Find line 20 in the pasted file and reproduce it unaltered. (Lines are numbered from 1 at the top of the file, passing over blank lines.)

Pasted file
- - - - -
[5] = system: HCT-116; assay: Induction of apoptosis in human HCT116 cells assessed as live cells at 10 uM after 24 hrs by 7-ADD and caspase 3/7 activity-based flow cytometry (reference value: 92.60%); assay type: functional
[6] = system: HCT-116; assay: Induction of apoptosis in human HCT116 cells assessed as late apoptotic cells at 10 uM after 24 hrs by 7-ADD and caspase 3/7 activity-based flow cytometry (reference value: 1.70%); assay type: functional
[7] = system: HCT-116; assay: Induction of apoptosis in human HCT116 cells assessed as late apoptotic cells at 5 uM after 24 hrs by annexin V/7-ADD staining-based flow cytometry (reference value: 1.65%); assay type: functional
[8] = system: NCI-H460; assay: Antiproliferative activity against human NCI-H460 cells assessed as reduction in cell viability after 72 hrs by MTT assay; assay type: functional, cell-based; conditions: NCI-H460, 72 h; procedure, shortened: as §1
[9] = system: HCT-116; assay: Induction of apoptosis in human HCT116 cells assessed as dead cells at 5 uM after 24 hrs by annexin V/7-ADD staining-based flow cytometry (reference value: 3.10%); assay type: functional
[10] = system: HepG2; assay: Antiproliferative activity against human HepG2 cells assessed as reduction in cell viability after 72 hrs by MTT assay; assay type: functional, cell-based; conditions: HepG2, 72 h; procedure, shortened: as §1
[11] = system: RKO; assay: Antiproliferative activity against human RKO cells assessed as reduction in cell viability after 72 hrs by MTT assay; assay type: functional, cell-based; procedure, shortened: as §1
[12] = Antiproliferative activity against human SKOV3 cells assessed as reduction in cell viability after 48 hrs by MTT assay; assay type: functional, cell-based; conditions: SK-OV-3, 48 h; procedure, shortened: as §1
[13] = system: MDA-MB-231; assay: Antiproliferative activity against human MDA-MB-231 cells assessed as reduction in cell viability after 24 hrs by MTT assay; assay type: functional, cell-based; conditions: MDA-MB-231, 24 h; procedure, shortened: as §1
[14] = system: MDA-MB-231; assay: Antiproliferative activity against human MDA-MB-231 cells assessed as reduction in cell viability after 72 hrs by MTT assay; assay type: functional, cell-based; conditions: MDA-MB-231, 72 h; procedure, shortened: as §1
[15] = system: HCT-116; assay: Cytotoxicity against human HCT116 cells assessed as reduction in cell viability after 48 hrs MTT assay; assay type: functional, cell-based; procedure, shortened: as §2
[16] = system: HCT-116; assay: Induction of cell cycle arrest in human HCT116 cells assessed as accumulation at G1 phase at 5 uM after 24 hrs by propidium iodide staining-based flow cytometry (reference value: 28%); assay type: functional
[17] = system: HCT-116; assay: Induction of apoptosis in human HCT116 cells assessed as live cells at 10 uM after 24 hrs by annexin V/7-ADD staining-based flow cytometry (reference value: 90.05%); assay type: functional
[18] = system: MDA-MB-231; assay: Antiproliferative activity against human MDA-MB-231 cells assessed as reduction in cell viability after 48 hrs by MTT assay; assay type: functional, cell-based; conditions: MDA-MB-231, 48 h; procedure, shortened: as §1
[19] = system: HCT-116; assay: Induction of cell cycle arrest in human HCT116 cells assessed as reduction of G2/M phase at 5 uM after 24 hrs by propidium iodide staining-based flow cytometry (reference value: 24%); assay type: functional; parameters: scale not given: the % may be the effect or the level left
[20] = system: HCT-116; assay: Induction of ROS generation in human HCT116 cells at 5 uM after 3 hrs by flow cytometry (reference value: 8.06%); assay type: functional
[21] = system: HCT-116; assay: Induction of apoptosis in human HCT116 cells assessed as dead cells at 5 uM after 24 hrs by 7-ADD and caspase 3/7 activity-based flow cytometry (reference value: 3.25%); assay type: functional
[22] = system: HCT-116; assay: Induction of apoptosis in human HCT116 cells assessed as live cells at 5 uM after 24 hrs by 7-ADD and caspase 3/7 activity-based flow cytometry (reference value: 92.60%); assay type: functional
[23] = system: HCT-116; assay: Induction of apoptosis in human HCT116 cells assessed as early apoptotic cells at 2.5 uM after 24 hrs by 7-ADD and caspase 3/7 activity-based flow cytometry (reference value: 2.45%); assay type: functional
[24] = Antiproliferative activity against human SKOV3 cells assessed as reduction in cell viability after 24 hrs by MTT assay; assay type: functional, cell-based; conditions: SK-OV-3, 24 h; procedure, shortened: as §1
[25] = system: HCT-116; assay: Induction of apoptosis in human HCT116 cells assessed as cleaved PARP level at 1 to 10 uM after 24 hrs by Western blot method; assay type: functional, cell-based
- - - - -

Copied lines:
[24] = Antiproliferative activity against human SKOV3 cells assessed as reduction in cell viability after 24 hrs by MTT assay; assay type: functional, cell-based; conditions: SK-OV-3, 24 h; procedure, shortened: as §1